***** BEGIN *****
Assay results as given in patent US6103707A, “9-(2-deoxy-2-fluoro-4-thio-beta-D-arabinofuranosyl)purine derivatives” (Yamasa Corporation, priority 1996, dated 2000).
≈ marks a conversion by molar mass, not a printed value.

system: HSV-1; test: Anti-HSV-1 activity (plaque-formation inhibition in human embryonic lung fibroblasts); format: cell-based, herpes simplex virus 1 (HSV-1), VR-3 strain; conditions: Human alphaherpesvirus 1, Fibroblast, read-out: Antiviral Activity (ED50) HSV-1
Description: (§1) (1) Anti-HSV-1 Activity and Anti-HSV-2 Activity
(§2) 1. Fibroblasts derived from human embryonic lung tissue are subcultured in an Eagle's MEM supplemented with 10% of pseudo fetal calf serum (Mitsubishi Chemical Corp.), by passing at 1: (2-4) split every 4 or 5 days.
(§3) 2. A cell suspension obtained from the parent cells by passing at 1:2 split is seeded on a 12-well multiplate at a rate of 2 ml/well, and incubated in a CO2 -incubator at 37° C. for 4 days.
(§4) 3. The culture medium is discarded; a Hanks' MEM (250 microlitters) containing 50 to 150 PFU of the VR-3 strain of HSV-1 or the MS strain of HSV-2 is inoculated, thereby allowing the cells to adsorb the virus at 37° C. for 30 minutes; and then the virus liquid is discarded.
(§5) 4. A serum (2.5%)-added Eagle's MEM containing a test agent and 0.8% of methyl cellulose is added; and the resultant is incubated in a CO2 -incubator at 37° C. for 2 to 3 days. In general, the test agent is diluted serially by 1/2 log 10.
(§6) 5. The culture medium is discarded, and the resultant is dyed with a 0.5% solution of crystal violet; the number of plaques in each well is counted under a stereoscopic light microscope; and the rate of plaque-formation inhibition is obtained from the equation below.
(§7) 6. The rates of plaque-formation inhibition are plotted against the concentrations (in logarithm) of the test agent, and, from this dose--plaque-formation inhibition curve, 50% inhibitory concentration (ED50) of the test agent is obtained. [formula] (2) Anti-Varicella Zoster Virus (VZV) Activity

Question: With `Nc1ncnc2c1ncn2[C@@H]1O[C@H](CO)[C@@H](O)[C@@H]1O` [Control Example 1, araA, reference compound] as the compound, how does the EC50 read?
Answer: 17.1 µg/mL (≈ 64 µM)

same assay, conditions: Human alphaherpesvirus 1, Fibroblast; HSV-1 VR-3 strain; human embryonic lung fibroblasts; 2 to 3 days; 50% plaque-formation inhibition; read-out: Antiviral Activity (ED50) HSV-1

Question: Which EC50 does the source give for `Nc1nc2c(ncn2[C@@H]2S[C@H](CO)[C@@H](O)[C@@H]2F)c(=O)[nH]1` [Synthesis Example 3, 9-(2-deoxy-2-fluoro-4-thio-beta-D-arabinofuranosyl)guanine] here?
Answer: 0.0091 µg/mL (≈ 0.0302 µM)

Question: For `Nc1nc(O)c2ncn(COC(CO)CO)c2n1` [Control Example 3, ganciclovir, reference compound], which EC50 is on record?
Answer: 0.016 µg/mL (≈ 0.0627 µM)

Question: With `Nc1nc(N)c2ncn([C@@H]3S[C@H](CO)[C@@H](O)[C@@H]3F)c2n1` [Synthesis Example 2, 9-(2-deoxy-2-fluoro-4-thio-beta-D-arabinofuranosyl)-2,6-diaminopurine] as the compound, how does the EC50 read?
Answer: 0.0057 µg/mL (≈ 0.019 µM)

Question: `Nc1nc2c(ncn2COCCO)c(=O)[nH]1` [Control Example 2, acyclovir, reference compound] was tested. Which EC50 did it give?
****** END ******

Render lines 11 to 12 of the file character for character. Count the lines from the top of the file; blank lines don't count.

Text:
Question: With `Nc1ncnc2c1ncn2[C@@H]1O[C@H](CO)[C@@H](O)[C@@H]1O` [Control Example 1, araA, reference compound] as the compound, how does the EC50 read?
Answer: 17.1 µg/mL (≈ 64 µM)